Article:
Mr Lau asked Mr Huang to call his wife to confirm these things. Mr Huang refused. In his view there was no need. The signature could not possibly be genuine. How dare “these people” have the audacity to forge his wife’s signature? They could just as easily forge her signature on a deed selling the properties!

Mr. Lau then wrote an email to fourteen persons (including other board members, members of management and certain owners), in which he said that the competing proxy was a forgery. As it turned out, this was not the case. Mrs. Huang had in fact signed the proxy provided to Mr. Wan!

When Mr. Lau learned the truth, he immediately sent a “retraction email” in which he corrected the false statements in his earlier email and said: “If this matter has caused damage or loss to anyone, I will do my best to compensate!”.

The Court said that Mr. Lau’s first email was clearly false and defamatory of Mr. Wan. However, the Court said that Mr. Lau was not liable to Mr. Wan because of the defence of “qualified privilege”. This defence is available to any person (like a corporate director) who has a duty to report to others. The defence applies to any communication that is properly part of the person’s reporting function, as long as the report is made without malice and relates to a matter falling within the interests of the overall organization.

Here’s what the Court said:

Mr Lau was a candidate in the election for which the proxy was obtained from Mrs Huang. He was elected to the board and thus was a director of the condominium corporation at the time of his conversation with Mr. Huang. And he was also a unitholder in the condominium corporation. All three of these circumstances were sufficient to give rise to a legitimate interest to report his conversations with Mr Huang to the board of directors and/or to management of the condominium corporation. I would go further and also conclude that Mr Lau had an interest in communicating these matters to other unitholders in the condominium corporation. These communications would have, as their underlying legitimate purposes, identifying a need for further investigation into Mr Huang’s allegations that the proxy was a forgery. The directors, management, and all unitholders, had a legitimate interest in knowing that a unitholder was alleging fundamental misconduct in the conduct of condominium affairs.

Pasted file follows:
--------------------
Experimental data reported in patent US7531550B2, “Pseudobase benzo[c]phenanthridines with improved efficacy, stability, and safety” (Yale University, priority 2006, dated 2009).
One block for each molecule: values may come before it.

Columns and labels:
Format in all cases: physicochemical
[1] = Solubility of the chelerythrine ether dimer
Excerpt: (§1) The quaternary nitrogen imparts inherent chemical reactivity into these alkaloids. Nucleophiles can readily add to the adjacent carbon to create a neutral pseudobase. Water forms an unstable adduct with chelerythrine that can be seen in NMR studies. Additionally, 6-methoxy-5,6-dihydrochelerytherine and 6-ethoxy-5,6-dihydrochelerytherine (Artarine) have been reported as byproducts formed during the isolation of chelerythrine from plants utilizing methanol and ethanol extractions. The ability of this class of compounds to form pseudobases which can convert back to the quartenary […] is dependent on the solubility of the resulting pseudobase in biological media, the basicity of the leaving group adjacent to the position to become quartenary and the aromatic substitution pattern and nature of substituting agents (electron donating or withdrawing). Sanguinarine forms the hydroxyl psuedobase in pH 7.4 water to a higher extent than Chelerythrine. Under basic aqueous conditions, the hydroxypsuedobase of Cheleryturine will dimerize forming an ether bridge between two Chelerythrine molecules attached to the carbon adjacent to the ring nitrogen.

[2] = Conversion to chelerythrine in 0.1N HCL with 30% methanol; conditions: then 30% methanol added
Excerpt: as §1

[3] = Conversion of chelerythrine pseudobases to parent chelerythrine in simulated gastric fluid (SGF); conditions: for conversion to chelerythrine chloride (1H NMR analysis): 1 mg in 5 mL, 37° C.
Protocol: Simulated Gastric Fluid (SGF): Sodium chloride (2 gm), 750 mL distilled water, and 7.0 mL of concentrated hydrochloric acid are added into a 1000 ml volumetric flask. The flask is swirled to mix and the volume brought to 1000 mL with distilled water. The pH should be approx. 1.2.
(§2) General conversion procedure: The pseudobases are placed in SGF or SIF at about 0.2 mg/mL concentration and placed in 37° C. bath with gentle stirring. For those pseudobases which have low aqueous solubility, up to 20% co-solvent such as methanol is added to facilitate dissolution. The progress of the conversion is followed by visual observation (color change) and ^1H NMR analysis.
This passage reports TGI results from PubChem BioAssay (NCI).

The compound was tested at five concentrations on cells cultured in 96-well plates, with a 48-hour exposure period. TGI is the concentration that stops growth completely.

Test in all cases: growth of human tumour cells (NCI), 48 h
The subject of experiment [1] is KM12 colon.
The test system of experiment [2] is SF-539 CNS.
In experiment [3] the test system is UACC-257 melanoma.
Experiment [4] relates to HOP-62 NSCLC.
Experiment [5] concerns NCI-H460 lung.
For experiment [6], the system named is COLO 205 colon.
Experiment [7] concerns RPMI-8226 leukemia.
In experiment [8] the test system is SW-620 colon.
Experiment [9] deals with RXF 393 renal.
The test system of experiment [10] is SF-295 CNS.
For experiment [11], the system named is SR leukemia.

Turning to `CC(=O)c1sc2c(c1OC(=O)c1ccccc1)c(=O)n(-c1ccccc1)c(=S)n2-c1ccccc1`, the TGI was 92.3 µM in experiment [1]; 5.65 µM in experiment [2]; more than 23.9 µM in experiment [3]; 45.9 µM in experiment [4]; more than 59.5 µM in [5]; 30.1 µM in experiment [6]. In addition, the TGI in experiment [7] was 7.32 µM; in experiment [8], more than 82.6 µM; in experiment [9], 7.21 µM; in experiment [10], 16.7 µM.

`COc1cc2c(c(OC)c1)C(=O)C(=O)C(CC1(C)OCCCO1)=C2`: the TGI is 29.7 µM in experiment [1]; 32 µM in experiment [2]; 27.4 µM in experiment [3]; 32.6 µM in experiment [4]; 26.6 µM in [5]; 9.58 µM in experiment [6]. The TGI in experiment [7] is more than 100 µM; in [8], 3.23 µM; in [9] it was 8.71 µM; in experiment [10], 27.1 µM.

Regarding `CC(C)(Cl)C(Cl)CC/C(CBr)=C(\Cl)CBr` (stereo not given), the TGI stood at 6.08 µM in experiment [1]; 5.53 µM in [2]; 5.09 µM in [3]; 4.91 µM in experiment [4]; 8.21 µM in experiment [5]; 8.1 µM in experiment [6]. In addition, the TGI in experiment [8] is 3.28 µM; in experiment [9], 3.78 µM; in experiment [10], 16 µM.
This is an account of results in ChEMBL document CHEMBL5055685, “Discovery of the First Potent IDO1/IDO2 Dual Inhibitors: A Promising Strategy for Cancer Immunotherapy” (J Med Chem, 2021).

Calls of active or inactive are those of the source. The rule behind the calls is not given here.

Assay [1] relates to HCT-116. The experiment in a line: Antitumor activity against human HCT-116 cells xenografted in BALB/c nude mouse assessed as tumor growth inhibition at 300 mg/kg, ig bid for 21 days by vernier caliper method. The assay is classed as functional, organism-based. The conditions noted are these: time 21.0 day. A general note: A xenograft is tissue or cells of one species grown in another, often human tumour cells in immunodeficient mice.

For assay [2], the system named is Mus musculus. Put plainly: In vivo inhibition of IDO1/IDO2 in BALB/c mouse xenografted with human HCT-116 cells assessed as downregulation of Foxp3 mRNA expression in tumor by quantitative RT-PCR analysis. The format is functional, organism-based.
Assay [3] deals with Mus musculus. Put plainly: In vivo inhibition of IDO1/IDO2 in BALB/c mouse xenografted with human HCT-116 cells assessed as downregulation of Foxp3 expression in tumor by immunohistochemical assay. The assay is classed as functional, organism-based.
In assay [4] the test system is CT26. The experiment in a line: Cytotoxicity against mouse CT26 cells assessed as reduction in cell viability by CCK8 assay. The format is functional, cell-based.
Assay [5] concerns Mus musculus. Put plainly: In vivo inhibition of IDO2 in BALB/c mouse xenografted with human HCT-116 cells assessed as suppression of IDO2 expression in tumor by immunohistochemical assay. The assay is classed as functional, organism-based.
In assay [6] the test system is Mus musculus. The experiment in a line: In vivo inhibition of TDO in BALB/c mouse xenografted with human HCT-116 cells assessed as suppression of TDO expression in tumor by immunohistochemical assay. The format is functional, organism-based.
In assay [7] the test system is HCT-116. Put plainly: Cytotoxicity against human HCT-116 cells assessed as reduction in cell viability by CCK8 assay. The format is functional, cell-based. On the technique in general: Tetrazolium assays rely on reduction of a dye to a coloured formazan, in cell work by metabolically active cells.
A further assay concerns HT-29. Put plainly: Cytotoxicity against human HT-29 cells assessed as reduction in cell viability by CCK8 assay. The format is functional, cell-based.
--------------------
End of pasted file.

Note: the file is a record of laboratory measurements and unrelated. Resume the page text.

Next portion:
So, in summary, the defence of qualified privilege (as in this case) may protect a condominium director even in the event of a truly false and defamatory statement by that director; but the key is that the reporting must be justified and without malice.

One last thing: the Court said that Mr. Lau’s “retraction letter” was only “partially effective” because it did not include specific mention of Mr. Wan’s name. The Court said:

The substance of the retraction is that the misconduct alleged by the impugned words never took place. In my view, this is a complete retraction of the impugned words. That said, I agree with Mr Wan that the Retraction should have mentioned Mr Wan by name and expressly said that he had done no wrong, contrary to what had been suggested in the impugned words. I find that the Retraction is effective, but not 100% effective, in eliminating the damage caused by the impugned words. Thus, had I found Mr Lau liable, I would have discounted the damages arising from the defamatory publication by 80% because of the swift publication of the Retraction.

So the lesson here is: Condominium Directors do have certain protections when it comes to defamation. But it’s still always best to carefully check the accuracy of a planned publication before pressing the “send” button!

Share this:

Upcoming Kingston Condo Law Primer – 2016

Back by popular demand, the Kingston Condo Law Primer is taking place on April 9th at the Residence Inn Marriott!

Hosted by Nelligan O’Brien Payne’s Condominium Law group, this not-to-be-missed event will address issues of interest to the condominium community.

Some of the topics of discussion at this seminar will include:

Space is limited, register now! Here are the event details:

  • Date: April 9, 2016
  • Location: Residence Inn Marriott, 7 Earl St, Kingston (Click here for a map)